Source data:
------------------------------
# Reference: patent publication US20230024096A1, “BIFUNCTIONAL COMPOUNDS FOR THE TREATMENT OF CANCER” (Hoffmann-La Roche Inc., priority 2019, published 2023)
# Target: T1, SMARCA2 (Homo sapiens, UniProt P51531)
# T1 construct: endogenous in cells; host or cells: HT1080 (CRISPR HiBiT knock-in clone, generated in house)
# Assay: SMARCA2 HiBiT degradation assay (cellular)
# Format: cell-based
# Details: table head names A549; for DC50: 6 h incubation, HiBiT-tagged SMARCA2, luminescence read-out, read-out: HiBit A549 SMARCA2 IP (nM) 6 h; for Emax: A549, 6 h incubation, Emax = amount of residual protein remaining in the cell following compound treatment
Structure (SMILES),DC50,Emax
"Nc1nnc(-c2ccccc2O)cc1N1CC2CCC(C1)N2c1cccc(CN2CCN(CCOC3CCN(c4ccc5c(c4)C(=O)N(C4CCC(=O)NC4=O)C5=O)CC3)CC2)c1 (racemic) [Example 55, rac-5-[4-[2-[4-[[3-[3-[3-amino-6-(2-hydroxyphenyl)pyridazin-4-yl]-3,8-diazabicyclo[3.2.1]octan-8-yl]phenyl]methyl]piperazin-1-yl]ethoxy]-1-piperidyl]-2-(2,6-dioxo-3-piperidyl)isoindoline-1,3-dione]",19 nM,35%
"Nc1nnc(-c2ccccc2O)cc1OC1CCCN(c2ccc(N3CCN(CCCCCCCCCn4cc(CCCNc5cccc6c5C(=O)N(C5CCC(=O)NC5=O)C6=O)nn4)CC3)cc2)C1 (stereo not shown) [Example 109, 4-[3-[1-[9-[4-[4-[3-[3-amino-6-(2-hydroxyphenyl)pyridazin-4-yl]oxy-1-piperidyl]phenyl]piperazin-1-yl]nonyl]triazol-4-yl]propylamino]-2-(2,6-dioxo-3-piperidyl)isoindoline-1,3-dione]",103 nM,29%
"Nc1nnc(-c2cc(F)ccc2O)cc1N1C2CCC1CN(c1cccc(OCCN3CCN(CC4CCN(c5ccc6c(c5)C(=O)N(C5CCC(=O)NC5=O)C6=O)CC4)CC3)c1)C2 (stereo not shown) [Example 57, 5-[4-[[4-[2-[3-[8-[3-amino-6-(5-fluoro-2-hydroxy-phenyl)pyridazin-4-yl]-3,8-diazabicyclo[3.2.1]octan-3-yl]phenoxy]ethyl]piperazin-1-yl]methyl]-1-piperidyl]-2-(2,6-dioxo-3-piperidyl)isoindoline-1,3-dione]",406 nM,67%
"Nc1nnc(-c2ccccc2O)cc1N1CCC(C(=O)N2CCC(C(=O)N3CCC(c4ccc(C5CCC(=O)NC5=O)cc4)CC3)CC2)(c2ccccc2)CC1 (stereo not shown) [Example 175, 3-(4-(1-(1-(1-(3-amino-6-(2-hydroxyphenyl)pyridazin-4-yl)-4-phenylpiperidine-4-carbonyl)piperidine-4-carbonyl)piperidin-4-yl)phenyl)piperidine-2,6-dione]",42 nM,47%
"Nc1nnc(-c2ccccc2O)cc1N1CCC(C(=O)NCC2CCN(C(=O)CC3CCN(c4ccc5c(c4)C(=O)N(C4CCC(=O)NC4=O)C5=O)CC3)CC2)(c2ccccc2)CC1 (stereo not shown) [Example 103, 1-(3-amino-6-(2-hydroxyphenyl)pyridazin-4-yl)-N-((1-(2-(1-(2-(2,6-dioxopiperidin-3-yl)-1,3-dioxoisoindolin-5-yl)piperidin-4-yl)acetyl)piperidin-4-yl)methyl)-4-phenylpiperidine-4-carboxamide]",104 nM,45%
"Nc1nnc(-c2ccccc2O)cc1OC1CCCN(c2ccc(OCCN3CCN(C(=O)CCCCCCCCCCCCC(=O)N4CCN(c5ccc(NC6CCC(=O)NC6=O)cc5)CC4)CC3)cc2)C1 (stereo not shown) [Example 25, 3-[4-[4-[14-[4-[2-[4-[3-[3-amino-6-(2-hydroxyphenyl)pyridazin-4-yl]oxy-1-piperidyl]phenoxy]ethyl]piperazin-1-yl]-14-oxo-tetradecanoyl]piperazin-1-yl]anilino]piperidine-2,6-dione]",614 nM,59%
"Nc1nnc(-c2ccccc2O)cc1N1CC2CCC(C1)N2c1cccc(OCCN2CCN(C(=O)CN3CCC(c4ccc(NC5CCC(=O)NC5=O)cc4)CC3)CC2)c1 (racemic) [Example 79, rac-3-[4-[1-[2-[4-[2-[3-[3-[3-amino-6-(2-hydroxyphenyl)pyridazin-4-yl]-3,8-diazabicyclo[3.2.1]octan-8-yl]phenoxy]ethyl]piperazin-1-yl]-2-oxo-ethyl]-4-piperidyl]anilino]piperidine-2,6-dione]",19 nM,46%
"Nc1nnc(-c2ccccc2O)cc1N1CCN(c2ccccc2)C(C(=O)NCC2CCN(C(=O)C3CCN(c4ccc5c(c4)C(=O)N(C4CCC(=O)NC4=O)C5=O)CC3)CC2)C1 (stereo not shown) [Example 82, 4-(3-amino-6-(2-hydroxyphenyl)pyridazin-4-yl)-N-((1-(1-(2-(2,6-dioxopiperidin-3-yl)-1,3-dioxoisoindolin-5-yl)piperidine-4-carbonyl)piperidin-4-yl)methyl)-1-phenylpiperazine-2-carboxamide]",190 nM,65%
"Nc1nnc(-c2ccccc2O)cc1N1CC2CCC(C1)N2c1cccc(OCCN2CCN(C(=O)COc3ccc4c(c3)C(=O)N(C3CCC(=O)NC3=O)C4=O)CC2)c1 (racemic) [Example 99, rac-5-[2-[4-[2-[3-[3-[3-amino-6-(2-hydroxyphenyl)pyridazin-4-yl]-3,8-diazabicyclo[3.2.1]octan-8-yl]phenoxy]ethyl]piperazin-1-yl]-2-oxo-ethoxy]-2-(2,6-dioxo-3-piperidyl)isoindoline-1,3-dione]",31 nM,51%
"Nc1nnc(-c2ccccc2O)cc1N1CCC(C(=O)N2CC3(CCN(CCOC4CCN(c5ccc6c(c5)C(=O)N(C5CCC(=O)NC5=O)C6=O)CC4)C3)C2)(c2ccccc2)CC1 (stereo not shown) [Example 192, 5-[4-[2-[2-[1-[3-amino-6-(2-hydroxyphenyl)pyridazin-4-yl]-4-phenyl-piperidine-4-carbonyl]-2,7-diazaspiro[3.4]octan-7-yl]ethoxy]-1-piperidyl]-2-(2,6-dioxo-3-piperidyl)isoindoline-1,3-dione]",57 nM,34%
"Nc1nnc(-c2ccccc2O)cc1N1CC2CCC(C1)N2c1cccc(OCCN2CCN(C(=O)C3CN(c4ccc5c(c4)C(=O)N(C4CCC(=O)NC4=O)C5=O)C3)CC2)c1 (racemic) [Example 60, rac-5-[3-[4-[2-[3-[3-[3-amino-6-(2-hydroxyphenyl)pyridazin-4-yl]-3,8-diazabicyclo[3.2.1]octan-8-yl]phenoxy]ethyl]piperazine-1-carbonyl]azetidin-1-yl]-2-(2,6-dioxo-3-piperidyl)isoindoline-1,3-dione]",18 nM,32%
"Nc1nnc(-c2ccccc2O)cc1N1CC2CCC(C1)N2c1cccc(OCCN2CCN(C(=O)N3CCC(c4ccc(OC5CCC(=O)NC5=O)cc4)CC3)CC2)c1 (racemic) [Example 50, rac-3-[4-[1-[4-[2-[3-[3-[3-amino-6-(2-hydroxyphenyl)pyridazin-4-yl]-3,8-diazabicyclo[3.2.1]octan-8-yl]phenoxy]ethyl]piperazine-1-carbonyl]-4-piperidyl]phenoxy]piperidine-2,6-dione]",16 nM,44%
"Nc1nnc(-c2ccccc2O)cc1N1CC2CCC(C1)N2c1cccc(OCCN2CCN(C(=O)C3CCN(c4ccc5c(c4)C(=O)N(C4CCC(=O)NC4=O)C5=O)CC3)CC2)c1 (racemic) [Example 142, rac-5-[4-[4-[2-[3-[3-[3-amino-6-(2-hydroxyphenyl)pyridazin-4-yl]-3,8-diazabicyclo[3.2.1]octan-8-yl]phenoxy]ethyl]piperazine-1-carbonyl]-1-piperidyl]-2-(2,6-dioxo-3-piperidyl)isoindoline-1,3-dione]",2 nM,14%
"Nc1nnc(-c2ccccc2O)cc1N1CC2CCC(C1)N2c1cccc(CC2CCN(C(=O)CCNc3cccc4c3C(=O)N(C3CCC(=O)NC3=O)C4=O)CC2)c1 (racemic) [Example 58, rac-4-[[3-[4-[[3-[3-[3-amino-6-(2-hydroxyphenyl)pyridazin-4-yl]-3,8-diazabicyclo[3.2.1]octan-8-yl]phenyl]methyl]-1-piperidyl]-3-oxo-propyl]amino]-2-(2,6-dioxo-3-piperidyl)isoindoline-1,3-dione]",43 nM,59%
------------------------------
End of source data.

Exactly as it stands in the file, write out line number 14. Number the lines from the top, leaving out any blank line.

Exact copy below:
"Nc1nnc(-c2ccccc2O)cc1N1CC2CCC(C1)N2c1cccc(OCCN2CCN(C(=O)CN3CCC(c4ccc(NC5CCC(=O)NC5=O)cc4)CC3)CC2)c1 (racemic) [Example 79, rac-3-[4-[1-[2-[4-[2-[3-[3-[3-amino-6-(2-hydroxyphenyl)pyridazin-4-yl]-3,8-diazabicyclo[3.2.1]octan-8-yl]phenoxy]ethyl]piperazin-1-yl]-2-oxo-ethyl]-4-piperidyl]anilino]piperidine-2,6-dione]",19 nM,46%